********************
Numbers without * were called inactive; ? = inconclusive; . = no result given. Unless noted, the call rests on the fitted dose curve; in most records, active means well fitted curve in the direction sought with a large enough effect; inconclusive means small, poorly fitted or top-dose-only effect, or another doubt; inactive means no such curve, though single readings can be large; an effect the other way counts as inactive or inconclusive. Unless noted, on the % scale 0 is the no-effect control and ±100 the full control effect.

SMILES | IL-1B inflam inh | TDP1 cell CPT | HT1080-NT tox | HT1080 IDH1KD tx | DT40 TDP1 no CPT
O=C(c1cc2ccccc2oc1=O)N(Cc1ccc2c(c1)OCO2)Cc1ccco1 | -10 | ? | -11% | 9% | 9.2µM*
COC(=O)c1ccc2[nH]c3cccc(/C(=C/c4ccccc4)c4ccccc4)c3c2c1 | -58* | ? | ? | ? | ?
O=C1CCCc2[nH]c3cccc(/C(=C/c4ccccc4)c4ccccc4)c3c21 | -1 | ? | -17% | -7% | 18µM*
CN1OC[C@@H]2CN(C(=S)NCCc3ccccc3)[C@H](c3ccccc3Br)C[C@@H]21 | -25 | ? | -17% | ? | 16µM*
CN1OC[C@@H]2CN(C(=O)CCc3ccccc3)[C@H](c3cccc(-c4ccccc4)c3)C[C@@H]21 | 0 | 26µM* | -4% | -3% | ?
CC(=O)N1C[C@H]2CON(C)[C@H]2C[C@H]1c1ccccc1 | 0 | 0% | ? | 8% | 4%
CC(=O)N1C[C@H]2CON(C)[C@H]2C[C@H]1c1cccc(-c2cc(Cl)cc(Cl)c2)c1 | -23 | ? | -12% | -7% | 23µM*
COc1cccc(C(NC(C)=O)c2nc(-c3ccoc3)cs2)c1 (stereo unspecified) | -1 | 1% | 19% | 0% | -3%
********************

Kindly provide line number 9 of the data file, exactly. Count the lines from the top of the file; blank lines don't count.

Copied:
CC(=O)N1C[C@H]2CON(C)[C@H]2C[C@H]1c1cccc(-c2cc(Cl)cc(Cl)c2)c1 | -23 | ? | -12% | -7% | 23µM*